J Cancer 2015; 6(11):1172-1178. doi:10.7150/jca.12314

Research Paper

Analysis of Clinical and Dosimetric Factors Influencing Radiation-Induced Lung Injury in Patients with Lung Cancer

Shuiyun Han1,2, Feiying Gu 2, Gang Lin1,2, Xiaojiang Sun2, Yuezhen Wang2, Zhun Wang2, Qingren Lin2, Denghu Weng2, Yaping Xu1,2✉, Weimin Mao3

1. First Clinical Medical School, Wenzhou Medical University, Wenzhou, China
2. Department of Radiation Oncology, Zhejiang Cancer Hospital, Hangzhou China
3. Department of Thoracic Surgery, Zhejiang Cancer Hospital, Hangzhou, China

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Han S, Gu F, Lin G, Sun X, Wang Y, Wang Z, Lin Q, Weng D, Xu Y, Mao W. Analysis of Clinical and Dosimetric Factors Influencing Radiation-Induced Lung Injury in Patients with Lung Cancer. J Cancer 2015; 6(11):1172-1178. doi:10.7150/jca.12314. Available from http://www.jcancer.org/v06p1172.htm

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Purpose: Dose escalation of thoracic radiation can improve the local tumor control and surivival, and is in the meantime limited by the occurrence of radiation-induced lung injury (RILI). This study investigated the clinical and dosimetric factors influencing RILI in lung-cancer patients receiving chemoradiotherapy for better radiation planning.

Methods and Materials: A retrospective analysis was carried out on 161 patients with non-small-cell or small-cell lung cancer (NSCLC and SCLC, respectively), who underwent chemoradiotherapy between April 2010 and May 2011 with a median follow-up time of 545 days (range: 39-1453). Chemotherapy regimens were based on the histological type (squamous cell carcinoma, adenocarcinoma, or SCLC), and radiotherapy was delivered in 1.8-3.0 Gy (median, 2.0 Gy) fractions, once daily, to a total of 39-66 Gy (median, 60 Gy). Univariate analysis was performed to analyze clinical and dosimetric factors associated with RILI. Multivariate analysis using logistic regression identified independent risk factors correlated to RILI.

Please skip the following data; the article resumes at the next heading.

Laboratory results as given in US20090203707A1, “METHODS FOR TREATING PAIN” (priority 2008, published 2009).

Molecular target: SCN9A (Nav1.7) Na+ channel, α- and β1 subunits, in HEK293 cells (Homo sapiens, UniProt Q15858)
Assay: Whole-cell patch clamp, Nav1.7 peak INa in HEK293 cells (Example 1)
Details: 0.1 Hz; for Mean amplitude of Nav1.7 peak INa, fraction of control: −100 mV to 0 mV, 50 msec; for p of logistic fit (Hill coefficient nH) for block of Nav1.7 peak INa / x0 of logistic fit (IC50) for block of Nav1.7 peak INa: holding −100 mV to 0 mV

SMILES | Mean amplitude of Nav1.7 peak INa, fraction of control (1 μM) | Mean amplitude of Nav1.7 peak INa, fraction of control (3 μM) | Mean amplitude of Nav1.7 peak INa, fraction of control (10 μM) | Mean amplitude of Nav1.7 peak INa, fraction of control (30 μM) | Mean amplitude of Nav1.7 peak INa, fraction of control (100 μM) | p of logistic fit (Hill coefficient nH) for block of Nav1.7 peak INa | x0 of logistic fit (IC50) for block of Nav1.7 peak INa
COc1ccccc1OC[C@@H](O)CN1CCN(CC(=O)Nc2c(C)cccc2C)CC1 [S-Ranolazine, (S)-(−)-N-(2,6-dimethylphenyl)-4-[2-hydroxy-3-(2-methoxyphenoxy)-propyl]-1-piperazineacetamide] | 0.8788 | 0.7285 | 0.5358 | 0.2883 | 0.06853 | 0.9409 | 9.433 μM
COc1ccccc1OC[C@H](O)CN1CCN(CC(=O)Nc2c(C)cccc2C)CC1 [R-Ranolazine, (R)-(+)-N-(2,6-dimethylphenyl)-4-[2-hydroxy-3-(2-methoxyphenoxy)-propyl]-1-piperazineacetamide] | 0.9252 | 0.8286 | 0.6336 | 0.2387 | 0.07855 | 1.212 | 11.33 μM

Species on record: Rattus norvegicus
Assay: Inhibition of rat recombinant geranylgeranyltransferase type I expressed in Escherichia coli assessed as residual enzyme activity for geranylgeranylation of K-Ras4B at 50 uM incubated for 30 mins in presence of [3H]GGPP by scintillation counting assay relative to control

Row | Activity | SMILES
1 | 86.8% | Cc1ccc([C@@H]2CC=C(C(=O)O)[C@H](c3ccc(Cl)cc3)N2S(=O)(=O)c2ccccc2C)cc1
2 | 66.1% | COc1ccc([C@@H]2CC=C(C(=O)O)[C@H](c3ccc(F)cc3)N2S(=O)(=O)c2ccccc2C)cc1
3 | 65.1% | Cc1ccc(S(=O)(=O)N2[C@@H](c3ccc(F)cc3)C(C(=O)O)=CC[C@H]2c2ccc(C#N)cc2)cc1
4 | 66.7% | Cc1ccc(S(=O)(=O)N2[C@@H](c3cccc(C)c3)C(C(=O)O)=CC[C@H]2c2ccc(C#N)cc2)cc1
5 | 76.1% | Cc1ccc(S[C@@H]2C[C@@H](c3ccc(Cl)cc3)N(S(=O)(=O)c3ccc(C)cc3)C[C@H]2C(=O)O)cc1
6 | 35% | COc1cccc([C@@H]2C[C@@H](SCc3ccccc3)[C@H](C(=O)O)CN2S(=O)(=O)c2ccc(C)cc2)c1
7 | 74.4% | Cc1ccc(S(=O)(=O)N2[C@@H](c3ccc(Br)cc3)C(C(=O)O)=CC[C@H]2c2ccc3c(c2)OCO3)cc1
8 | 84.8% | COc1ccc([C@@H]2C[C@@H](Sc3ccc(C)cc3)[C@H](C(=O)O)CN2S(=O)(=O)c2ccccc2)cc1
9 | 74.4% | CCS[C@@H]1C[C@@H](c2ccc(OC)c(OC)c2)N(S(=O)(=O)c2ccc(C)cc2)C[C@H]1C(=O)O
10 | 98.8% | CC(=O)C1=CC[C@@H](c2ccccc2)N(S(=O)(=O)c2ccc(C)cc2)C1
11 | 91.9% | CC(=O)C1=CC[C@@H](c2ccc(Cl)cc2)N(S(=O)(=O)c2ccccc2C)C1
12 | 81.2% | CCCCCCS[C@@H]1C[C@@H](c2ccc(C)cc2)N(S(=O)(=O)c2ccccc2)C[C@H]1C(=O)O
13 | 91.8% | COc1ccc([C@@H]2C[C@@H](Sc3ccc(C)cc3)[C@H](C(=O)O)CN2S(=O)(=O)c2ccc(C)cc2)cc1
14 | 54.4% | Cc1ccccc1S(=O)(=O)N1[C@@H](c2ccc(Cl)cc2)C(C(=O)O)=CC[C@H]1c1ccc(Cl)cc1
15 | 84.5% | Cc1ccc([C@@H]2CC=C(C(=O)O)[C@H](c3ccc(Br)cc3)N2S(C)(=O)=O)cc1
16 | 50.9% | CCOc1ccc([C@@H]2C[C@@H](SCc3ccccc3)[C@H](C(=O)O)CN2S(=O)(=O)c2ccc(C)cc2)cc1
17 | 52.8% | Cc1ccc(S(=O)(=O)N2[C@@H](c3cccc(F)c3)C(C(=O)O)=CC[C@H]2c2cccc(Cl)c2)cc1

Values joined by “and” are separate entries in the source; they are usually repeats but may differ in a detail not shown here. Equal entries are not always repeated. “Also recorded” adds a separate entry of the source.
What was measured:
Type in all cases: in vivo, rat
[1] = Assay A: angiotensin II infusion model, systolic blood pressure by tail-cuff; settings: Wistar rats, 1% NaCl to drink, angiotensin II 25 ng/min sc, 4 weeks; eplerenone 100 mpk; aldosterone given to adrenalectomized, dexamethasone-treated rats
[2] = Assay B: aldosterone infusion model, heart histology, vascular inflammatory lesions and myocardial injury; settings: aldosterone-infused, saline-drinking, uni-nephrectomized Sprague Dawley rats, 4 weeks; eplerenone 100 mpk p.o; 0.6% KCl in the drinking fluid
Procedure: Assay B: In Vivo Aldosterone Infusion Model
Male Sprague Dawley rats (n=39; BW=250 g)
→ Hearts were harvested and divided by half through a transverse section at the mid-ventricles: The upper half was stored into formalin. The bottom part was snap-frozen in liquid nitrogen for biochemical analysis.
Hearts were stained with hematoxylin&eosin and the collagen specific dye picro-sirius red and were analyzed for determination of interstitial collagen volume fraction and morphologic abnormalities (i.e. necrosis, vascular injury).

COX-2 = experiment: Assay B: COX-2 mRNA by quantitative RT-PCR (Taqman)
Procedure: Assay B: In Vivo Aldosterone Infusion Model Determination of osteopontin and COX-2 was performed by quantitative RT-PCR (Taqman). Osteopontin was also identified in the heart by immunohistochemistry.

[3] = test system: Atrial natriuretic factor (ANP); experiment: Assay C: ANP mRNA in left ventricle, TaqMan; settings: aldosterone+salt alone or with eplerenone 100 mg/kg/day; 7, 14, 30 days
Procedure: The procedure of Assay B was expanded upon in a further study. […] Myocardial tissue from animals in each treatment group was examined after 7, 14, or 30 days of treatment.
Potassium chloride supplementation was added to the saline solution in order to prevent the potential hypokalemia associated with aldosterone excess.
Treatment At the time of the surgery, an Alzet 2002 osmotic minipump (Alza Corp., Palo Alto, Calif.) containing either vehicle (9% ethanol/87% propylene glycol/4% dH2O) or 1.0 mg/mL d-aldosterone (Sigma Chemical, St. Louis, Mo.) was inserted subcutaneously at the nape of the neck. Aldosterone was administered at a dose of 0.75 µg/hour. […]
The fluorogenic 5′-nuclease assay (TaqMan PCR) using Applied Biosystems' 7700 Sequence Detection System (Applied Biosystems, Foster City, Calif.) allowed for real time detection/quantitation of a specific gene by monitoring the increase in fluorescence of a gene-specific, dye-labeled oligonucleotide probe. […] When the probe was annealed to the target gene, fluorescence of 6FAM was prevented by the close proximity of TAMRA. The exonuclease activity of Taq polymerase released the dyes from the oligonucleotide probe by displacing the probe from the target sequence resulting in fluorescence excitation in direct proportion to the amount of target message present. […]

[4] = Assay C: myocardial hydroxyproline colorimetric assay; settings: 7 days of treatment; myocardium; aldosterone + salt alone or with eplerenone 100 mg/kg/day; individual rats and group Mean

Results: The incidence of symptomatic RILI (≥grade 2) was 31.7%. Univariate analysis showed that V5, V20, and mean lung dose (MLD) were significantly associated with RILI incidence (P=0.029, 0.048, and 0.041, respectively). The association was not statistically significant for histological type (NSCLC vs. SCLC, P = 0.092) or radiation technology (IMRT vs. 3D-CRT, P = 0.095). Multivariate analysis identified MLD as an independent risk factor for symptomatic RILI (OR=1.249, 95%CI=1.055-1.48, P= 0.01). The incidence of bilateral RILI in cases where the tumor was located unilaterally was 22.7% (32/141) and all dosimetric-parameter values were not significantly different (P>0.05) for bilateral versus ipsilateral injury, except grade-1 (low) RILI (P < 0.05). The RILI grade was higher in cases of ipsilateral lung injury than in bilateral cases (Mann-Whitney U test, z=8.216, P< 0.001).

Conclusion: The dosimetric parameter, MLD, was found to be an independent predictive factor for RILI. Additional contralateral injury does not seem to be correlated with increased RILI grade under the condition of conventional radiotherapy treatment planning.

Keywords: lung cancer, radiation-induced lung injury, Dose-volume-histogram